FAQ on Premises Liability

Q: When somebody falls and hurts himself/herself on the premises of the hotel, does he/she have any option against the hotel?

A: The hotel in question may be held responsible if somebody slips or trips on their premises. If somebody slips on a spilled food or drink in a hotel restaurant or bar, or some snow or ice that was not cleared from the walkway, or on the wet floor tiles or other polished surfaces, the hotel may be held responsible when it knew or should have known about the hazard but failed to give warning to their guests or clean the mess. The hotel may also be held accountable when somebody is injured due to a design or building flaws like very steep stairs, or may be due to the failure of the hotel to light the area properly.

Q: Does the hotel be held accountable when somebody is the victim of a crime in or near the hotel?

A: Generally, a hotel may not be held responsible for the crimes committed on or near the hotel except when it should have expected the crime like the hotel is located in a place with high crime rate, and could have avoided it by giving enough warnings or taking superior security measures. In these situations, it is the responsibility of the hotel to warn its guests about the dangerous conditions and may extend its responsibility by giving them warning about the potential crime in and/or around the hotel. The actions of the hotel like failure to install proper locks on the windows and doors, give sufficient lighting in parking areas or perform some satisfactory measures to make sure that the passkeys are not used by the criminals so that the hotel may be less liable.

Q: Does the college or any school be held responsible for an attack on its student that took place on the campus?

A: The student who is attacked on a college campus may have a negligence action against the college. Courts discovered entities like motels, convenience stores, shopping malls, and universities may be held liable for the attacks because they did not practice reasonable care in avoiding victims being injured by a third party. Basically, the hotel should provide sufficient security and should not allow people to loiter around. When college campus is involved in crimes, the court would review the facts including if similar attacks happened before in the same place. The court will also ask about the security measures the college took and the court may find the steps done were inadequate, thus, holding the college responsible.

Q: When somebody falls on a broken piece of the city sidewalk and is injured, can they sue the city?

A: Most of the states, the statutes give the local government units the immunity forbid recovery in several cases against the cities and towns. In case such statute is not present or ordinance in place, hence, the injured person may have a case against the city. Municipalities have the responsibility to maintain their streets and sidewalks safe for passersby. The injured person may win a lawsuit against the city when he/she can prove that the city failed to keep the sidewalk properly and safe. There are some deadlines and procedural requirements for filing such claims, and to know these requirements, it will be very good idea to hire the services of an experienced lawyer to help you claim recovery against the municipality.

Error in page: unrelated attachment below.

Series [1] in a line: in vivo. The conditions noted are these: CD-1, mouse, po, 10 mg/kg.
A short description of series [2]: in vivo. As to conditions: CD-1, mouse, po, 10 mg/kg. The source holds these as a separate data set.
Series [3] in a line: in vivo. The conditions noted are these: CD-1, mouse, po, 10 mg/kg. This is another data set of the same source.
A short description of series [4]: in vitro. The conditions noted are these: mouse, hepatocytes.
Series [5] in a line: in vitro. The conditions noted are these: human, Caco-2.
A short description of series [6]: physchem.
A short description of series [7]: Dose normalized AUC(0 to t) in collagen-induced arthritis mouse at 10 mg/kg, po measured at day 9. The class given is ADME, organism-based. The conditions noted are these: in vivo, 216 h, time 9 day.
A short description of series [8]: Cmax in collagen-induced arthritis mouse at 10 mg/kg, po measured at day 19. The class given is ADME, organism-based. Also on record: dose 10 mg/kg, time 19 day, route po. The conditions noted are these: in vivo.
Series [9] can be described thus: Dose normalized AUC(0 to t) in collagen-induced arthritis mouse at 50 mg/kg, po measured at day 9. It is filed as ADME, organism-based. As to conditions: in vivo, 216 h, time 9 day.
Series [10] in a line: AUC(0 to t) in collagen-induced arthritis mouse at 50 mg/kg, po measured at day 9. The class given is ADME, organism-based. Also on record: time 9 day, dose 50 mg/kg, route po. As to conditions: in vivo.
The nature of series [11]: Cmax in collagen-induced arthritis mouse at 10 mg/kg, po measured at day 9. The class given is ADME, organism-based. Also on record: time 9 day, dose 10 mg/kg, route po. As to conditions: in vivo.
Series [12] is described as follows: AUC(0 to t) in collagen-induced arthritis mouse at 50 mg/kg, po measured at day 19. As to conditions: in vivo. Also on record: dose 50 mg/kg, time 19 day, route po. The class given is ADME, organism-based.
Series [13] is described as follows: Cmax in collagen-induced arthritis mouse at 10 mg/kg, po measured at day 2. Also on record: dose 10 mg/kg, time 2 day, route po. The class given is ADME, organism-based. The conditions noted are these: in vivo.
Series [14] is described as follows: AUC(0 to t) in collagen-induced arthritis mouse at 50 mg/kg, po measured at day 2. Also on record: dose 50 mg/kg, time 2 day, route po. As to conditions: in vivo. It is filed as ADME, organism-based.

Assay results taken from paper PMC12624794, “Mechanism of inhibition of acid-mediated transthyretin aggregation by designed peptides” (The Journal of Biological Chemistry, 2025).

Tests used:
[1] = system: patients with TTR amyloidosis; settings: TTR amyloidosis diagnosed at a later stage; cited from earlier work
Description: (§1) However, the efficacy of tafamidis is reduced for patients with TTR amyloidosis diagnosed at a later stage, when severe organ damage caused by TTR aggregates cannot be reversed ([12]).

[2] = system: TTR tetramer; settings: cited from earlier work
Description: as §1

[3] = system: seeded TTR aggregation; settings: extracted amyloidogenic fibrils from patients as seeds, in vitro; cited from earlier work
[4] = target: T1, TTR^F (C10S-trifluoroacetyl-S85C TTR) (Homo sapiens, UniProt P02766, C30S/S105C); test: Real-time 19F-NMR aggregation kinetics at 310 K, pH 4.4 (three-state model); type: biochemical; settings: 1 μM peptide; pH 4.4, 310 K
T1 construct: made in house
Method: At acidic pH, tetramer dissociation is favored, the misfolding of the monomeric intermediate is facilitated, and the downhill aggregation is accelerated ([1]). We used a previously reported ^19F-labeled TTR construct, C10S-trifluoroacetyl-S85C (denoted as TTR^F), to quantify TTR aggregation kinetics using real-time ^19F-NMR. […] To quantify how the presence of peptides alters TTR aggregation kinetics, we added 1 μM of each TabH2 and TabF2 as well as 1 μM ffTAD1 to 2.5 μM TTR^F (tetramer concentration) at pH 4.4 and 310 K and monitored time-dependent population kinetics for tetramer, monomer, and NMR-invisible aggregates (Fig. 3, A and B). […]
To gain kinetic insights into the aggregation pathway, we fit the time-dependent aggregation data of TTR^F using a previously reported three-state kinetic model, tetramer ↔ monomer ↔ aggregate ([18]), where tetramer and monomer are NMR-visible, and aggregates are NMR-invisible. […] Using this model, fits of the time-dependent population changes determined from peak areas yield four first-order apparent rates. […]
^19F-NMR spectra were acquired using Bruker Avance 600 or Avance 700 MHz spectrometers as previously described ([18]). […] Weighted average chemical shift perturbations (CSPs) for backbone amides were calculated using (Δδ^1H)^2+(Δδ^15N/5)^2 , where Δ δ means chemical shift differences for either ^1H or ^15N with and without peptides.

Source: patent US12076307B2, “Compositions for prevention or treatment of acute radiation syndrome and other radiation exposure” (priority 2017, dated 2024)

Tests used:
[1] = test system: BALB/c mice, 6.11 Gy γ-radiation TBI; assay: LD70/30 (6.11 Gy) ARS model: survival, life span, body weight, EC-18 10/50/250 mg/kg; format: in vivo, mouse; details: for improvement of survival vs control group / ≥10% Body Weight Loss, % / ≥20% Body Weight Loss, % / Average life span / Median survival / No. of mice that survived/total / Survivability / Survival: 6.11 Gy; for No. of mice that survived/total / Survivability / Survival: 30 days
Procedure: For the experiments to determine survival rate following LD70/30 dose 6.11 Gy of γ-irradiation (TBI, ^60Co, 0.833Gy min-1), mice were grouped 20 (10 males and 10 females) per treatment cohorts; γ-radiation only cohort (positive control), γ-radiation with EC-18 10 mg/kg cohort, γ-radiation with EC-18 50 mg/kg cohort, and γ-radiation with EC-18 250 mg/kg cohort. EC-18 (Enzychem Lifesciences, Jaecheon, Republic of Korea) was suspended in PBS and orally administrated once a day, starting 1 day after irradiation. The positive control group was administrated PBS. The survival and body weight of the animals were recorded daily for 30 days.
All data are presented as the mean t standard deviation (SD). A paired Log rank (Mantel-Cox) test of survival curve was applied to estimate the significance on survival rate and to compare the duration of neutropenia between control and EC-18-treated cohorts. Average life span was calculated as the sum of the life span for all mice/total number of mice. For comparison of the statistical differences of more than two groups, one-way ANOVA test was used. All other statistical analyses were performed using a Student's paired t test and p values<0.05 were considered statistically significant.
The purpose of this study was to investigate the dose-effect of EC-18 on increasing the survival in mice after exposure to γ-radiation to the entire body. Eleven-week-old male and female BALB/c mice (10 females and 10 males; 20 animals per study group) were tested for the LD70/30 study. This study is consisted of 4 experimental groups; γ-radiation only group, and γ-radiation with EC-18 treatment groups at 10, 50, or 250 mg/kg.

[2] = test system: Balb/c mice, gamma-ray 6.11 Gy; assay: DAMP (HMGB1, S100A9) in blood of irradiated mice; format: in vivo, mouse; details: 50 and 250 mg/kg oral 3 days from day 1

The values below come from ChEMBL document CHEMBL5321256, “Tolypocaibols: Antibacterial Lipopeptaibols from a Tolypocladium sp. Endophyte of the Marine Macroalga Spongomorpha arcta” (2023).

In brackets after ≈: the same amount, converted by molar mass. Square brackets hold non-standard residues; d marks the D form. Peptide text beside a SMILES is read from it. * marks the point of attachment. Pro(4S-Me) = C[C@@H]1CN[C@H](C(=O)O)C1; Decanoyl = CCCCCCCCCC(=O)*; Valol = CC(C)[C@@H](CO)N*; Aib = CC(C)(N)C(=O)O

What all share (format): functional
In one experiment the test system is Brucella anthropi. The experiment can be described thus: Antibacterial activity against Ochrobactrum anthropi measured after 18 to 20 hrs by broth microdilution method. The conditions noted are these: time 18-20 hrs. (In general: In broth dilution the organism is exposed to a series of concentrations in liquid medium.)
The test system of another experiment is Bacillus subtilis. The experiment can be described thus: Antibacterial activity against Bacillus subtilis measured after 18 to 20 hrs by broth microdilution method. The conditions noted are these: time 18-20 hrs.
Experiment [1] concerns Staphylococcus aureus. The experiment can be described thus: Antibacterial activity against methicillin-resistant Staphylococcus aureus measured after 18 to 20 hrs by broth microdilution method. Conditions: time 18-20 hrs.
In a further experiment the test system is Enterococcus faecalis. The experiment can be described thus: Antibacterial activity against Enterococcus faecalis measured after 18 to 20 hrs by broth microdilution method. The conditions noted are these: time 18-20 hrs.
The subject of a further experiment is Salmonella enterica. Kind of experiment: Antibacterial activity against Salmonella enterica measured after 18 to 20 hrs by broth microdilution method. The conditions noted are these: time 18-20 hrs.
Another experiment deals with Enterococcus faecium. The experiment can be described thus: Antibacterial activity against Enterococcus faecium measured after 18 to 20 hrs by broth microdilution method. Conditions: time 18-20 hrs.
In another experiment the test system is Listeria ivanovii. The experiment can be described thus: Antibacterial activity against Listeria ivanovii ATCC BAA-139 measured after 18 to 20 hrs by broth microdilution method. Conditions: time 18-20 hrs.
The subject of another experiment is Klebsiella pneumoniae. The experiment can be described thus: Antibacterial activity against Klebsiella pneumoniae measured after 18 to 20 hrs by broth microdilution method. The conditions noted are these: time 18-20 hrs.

Q: Does a person who has been attacked after withdrawing money from an automated teller machine or ATM hold the bank liable for the attack?

A: There have been instances when then customers sued banks for their failure to protect their customers from assaults at ATMs under the premises liability. In the past, the banks had no responsibility of providing security against crimes but this responsibility was recognized only in the recent years. In these kinds of situations, the judge or the jury will determine if there were previous records of attacks to customers, and if such crimes are expected. If this is the case, then, the injured customers may hold the bank liable.

Q: Can the owners of the building need to have safety precautions like sprinklers and posted escape routes, in cases of fires?

A: The owners and/or the management of the building are mandate to practice reasonable care to avoid injuries in cases of fire, and should assist people on their escape, and this protection includes sprinklers and posted escape routes.

Q: Who is responsible if the person is injured while walking on the public sidewalk next to the construction area, after tripping over a brick from the site?

A: The injured person may recover damages from the construction company which has the responsibility to perform reasonable steps to maintain the public sidewalks close to the construction site free from bricks and other debris. When the company is unable to eliminate the obstructions and somebody trips and falls, the company may be held accountable. Construction companies must tell the pedestrians they can get injured if they stray from the sidewalk, and posting a warning sign is not enough. If the company is unable to put barriers and warning lamps by a building pit, for instance, it may liable if anybody falls into it and gets injured.

Q: What if somebody gets injured while at the home of a neighbor, who invited him/her there for the party?

A: Visitors may recover from their hosts, and it depends on how the injuries took place. Homeowners should inform their visitors about or fix any dangerous conditions that the visitors may tend not to notice. For instance, if the injury is caused when the guest tripped over a throw rug, he/she may recover damage if he/she can prove that the host knows other people who had tripped over it, and the visitors was unlikely to notice its danger. The host should have warned their visitors about the danger, get rid of it during the party, or secured it to the floor with tape or tacks.

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